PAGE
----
(Lance D Johnson) There is no such thing as privacy with Facebook. All the data that’s shared openly by Facebook users, including pictures, connections, interests, comments, likes, and personal information is readily compiled and analyzed by algorithms to map out and predict who you are, where you go, what you’ll buy, and much more. Naïve Facebook users share information liberally, only to turn their life over to surveillance systems, marketing algorithms and artificial intelligence which is capable of analyzing the pixels in your photos, micromanaging your life interests/dislikes and tracking your every move.
Source – Natural News
by Lance D Johnson, January 6th, 2018
With former Facebook engineers coming out publicly saying Facebook is “ripping society apart,” Facebook CEO Mark Zuckerburg has made a commitment in 2018 to fix the problems with Facebook. The social networking site won’t improve, however, because the problems Zuckerburg wants to address will will further devolve Facebook into a thought control police state. Zuckerburg plans to control “fake news” which will only result in more censorship of information that challenges the status quo. Furthermore, any typewritten opinion that criticizes powerful organizations can be used against Facebook users to convict them of “hate crimes” or “harassment.” Artificial intelligence will continually be used to invade user’s privacy and create a detailed analysis of users’ lives.
In 2018, Facebook plans to unveil a new facial recognition technology across the site. Using artificial intelligence, Facebook plans to scan uploaded photos to analyze and recognize faces based on images previously uploaded to the site. This means users will have to verify their identity with a picture and then they will be traced through the social media site, every time their face is uploaded to the site. This surveillance technique will link users to the people they meet in real life, while tracking their whereabouts and social circle further.
Facebook will roll the controversial plan out all in the name of “protecting your privacy.” Facebook promises to alert users when someone uploads a photo of them to Facebook. This feature supposedly helps users “detect when others might be attempting to use your image as their profile picture.” This feature is just a façade to invade user privacy, as Facebook gets permission to analyze your photos and track your connections and whereabouts.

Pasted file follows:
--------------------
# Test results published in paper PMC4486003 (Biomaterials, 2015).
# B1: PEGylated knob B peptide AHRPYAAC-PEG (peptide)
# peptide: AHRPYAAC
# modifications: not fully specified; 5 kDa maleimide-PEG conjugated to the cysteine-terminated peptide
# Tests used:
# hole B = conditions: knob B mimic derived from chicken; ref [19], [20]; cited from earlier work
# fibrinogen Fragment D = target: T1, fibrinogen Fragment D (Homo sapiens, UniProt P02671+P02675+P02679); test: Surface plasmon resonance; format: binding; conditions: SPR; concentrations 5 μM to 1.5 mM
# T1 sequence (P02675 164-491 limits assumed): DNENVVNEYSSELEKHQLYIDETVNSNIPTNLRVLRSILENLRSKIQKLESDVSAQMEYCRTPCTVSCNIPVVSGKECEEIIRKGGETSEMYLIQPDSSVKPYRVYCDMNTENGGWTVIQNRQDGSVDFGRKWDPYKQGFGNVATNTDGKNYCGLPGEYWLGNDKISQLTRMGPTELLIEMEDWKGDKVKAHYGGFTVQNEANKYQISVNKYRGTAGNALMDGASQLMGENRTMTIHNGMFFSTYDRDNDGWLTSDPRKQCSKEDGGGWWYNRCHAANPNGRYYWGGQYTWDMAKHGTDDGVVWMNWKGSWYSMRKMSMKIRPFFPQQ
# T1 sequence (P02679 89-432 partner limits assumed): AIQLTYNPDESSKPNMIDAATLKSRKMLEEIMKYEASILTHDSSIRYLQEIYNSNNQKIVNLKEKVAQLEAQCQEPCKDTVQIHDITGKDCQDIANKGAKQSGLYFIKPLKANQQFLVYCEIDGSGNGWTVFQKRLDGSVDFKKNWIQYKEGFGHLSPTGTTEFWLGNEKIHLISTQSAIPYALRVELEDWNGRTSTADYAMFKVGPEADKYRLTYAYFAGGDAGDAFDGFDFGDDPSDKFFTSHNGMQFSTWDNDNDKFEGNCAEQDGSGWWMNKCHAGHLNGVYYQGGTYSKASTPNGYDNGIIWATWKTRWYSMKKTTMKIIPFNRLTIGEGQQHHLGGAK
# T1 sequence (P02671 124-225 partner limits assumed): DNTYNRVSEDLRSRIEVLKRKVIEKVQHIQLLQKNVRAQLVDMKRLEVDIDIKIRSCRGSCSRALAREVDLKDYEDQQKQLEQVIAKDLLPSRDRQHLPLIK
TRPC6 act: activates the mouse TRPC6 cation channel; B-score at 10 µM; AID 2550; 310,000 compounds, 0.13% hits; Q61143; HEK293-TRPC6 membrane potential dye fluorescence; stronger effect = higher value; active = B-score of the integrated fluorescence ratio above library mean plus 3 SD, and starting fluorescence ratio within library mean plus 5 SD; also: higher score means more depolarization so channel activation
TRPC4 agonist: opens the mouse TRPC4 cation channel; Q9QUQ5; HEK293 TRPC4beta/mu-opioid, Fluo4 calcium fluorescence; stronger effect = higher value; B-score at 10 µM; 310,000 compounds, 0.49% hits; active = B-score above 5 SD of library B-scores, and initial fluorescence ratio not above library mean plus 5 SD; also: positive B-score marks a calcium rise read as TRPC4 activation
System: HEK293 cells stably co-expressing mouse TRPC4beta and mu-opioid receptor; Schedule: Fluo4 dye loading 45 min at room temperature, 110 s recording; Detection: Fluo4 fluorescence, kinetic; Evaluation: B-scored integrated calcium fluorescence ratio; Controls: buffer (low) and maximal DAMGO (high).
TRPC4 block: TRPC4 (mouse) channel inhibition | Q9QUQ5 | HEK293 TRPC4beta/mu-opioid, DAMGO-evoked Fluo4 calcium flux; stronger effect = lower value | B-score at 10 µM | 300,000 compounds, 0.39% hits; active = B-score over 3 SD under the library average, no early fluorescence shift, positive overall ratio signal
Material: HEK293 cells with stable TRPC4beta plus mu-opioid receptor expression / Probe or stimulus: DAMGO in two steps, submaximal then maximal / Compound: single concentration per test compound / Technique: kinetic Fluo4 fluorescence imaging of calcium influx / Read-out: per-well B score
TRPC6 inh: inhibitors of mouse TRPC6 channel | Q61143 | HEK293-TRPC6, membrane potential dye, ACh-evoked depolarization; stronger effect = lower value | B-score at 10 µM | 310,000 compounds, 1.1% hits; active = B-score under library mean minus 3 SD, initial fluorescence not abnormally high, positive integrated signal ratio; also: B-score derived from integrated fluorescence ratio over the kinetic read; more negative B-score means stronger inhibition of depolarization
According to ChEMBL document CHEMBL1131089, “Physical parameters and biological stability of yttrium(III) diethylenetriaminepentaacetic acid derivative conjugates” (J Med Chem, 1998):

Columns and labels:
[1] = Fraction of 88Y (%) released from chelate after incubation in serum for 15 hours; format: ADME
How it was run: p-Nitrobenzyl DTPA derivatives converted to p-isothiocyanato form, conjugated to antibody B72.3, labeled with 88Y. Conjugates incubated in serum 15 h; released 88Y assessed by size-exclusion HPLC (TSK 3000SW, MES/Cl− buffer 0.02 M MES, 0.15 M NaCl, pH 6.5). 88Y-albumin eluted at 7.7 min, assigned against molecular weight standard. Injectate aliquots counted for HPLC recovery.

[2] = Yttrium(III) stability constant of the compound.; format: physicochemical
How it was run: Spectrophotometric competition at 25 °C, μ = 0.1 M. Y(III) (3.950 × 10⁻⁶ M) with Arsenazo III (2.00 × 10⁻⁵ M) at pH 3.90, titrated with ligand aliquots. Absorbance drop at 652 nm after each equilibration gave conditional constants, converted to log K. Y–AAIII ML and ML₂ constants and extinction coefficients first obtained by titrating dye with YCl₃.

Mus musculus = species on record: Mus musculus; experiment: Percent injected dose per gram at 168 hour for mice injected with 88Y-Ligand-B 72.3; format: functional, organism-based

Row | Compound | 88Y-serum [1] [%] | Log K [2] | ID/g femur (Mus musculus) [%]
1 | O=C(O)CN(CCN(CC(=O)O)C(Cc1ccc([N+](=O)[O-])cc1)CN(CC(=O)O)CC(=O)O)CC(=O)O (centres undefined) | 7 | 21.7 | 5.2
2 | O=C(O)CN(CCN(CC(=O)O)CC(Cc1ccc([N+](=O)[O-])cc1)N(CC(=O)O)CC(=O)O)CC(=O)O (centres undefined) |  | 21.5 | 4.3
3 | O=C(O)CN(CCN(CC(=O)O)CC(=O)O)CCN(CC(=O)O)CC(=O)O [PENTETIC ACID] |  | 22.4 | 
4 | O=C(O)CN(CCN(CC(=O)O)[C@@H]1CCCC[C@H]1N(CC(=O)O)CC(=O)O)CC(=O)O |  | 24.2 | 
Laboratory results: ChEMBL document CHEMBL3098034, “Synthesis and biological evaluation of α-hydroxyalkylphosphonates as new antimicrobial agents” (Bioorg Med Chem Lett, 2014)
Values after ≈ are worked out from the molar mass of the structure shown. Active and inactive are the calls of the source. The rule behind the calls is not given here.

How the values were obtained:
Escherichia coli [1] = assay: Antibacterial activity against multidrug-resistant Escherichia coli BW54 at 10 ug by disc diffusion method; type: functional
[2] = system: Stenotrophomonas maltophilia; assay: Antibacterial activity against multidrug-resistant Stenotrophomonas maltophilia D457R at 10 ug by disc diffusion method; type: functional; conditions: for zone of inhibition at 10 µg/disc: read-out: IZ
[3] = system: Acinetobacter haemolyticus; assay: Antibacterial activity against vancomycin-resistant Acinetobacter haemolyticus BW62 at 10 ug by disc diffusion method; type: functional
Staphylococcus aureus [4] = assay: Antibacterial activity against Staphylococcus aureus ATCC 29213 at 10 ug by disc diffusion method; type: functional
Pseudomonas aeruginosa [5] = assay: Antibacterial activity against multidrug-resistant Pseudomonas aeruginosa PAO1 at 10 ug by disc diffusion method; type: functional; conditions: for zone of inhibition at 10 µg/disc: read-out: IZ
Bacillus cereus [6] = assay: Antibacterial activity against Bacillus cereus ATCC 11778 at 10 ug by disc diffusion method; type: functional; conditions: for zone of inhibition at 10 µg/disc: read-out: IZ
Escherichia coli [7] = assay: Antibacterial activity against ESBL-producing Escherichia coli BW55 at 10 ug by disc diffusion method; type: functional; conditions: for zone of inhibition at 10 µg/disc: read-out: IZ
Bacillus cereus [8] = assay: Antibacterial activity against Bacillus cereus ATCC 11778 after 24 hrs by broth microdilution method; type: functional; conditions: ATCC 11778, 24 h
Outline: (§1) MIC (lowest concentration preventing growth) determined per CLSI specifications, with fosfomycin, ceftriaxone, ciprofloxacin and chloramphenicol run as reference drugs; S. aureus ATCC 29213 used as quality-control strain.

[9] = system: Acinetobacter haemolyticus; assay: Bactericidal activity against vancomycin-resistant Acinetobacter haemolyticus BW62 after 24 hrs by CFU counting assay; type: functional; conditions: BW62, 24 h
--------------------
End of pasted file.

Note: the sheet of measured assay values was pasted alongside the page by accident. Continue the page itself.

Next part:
The plan is allegedly optional and will only alert users when their friend network uploads a picture of them. Users can supposedly opt out of the new feature, not allowing Facebook to keep a facial template of them on file. However, the AI facial recognition could ultimately be used to enhance ad targeting or suggest friends you may know. The technology could also be used by intelligence agencies and law enforcement to link you to crimes or connect you to groups that law enforcement actively target, monitor, and profile.
By default, users will already be giving Facebook permission to use the facial recognition AI; if their tag suggestions setting is currently “on” they are giving Facebook permission. In order to opt out, the user must switch the tag suggestions setting to “none.”
If a user gives Facebook permission, then the AI technology will go to work, analyzing pixels from photos where the user is already tagged. The analysis will be used to identify the user automatically when new photos are uploaded to the site. Facebook promises that the user must give permission for the AI recognition software to analyze their face; however this does not account for all the times the AI recognition will be used on group photos they uploaded. Even though the user didn’t give permission to have their face analyzed, the picture could theoretically be analyzed anyway because it contains the face of someone who had given Facebook permission to analyze their pixels. There’s no way Facebook can ensure users that their photos won’t be analyzed. In the end, there really will be no consent or privacy with this AI facial recognition rollout. (For more, visit PrivacyWatch.News.)
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